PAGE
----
Intuitions and the semantics of indirect discourse

Research output: Chapter in Book/Report/Conference proceedingChapterpeer-review


Suppose Jill utters the sentence (i)Everybody is wearing a hat, thereby meaning only that everybody she sees is wearing a hat. Did she thus say that everybody she sees is wearing a hat? That is, would the indirect discourse report (ii)Jill said that everybody she sees is wearing a hat be true? Given that Jill obviously meant to be talking only about everybody she sees, and not everybody in the whole universe, conventional wisdom has it that those who would take (ii) as true clearly have intuition on their side; whereas the view that (ii) would be false, and that (iii)Jill said that everybody in the whole universe is wearing a hat would be true, is no less conventionally viewed as highly counterintuitive. I will argue that the conventional wisdom is wrong—upon closer and more careful examination, our intuitions actually favor (iii) over (ii). To show this I will question not only the intuitive plausibility of particular indirect discourse reports, but also the intuitive plausibility of certain consequences of taking reports such as (ii) as true.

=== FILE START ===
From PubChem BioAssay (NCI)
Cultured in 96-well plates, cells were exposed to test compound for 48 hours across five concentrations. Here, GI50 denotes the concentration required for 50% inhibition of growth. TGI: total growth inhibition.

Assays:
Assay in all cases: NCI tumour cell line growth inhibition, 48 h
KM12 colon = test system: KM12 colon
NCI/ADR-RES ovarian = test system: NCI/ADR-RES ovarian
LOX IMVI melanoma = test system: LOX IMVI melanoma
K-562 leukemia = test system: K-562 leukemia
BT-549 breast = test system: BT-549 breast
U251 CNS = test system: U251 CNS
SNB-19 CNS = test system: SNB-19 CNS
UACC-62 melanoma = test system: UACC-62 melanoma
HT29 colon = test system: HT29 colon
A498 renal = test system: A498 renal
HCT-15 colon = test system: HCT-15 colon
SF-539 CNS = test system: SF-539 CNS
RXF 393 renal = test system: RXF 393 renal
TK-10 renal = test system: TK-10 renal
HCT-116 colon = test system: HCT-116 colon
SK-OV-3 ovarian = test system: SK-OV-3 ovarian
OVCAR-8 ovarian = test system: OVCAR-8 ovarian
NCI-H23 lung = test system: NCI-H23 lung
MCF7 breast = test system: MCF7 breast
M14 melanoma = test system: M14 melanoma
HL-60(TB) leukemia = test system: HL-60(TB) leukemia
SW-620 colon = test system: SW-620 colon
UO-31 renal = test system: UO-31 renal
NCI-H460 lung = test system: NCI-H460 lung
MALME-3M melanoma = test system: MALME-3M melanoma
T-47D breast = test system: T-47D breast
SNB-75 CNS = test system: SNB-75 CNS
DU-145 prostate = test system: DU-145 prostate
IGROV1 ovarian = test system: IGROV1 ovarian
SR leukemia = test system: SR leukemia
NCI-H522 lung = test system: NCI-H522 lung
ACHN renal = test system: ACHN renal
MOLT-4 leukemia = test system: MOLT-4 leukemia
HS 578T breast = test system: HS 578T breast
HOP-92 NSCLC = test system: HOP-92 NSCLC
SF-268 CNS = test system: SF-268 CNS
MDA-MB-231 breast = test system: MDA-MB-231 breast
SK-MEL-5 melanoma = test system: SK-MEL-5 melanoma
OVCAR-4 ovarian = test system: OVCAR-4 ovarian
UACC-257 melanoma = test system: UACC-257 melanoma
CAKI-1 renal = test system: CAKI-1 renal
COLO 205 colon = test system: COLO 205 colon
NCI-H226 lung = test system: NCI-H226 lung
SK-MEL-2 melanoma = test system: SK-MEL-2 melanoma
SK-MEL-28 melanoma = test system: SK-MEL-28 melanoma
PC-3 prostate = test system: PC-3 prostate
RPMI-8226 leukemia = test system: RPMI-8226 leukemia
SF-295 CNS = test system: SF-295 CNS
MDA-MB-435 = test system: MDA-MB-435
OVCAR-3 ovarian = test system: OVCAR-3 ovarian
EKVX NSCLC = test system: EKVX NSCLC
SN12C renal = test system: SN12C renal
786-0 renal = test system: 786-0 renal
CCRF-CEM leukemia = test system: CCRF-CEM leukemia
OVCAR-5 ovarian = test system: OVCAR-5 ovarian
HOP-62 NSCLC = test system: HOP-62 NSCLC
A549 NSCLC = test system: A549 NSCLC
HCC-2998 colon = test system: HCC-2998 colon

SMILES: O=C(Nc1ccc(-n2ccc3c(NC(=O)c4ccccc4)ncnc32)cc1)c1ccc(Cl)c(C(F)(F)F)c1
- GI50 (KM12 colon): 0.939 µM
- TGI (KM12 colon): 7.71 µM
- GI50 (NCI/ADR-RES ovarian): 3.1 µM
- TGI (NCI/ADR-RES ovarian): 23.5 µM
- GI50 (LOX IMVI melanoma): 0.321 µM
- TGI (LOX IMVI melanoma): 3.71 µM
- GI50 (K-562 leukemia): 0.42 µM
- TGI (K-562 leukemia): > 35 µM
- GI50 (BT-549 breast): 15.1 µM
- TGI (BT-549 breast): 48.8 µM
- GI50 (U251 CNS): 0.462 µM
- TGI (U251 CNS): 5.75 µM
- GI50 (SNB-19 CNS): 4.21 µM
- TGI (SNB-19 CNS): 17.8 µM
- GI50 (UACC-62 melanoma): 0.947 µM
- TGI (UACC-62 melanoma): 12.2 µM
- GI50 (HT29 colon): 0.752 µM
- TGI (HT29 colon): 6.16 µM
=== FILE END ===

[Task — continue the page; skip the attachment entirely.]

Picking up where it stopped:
Original languageEnglish
Title of host publicationPerspectives in Pragmatics, Philosophy and Psychology
EditorsA. Capone, M. Garcia-Carpintero, A. Falzone
PublisherSpringer International Publishing
Number of pages9
StatePublished - 2019

Publication series

NamePerspectives in Pragmatics, Philosophy and Psychology
ISSN (Print)2214-3807
ISSN (Electronic)2214-3815

Bibliographical note

Publisher Copyright:
© Springer International Publishing AG, part of Springer Nature 2019.


  • Contextualism
  • Ellipsis
  • Indirect discourse
  • Intuitions
  • Minimalism
  • What is said

ASJC Scopus subject areas

  • Language and Linguistics
  • Philosophy
  • Applied Psychology
  • Linguistics and Language


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